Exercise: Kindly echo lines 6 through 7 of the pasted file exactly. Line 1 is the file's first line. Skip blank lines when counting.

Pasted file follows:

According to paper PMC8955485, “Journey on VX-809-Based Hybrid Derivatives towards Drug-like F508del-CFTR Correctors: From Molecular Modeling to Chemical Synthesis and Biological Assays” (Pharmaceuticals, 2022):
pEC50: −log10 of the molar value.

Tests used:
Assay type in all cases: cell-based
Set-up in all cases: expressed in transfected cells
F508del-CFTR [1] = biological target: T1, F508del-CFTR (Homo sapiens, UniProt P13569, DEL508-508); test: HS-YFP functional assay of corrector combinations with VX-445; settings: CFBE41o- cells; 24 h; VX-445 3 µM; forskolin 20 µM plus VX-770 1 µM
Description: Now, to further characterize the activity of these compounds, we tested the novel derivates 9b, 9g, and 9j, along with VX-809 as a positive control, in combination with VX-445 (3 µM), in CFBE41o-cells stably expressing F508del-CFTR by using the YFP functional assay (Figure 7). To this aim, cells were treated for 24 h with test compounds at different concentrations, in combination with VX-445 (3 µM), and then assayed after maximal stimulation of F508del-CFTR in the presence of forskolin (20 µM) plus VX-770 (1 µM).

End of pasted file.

F508del-CFTR [1] = biological target: T1, F508del-CFTR (Homo sapiens, UniProt P13569, DEL508-508); test: HS-YFP functional assay of corrector combinations with VX-445; settings: CFBE41o- cells; 24 h; VX-445 3 µM; forskolin 20 µM plus VX-770 1 µM
Description: Now, to further characterize the activity of these compounds, we tested the novel derivates 9b, 9g, and 9j, along with VX-809 as a positive control, in combination with VX-445 (3 µM), in CFBE41o-cells stably expressing F508del-CFTR by using the YFP functional assay (Figure 7). To this aim, cells were treated for 24 h with test compounds at different concentrations, in combination with VX-445 (3 µM), and then assayed after maximal stimulation of F508del-CFTR in the presence of forskolin (20 µM) plus VX-770 (1 µM).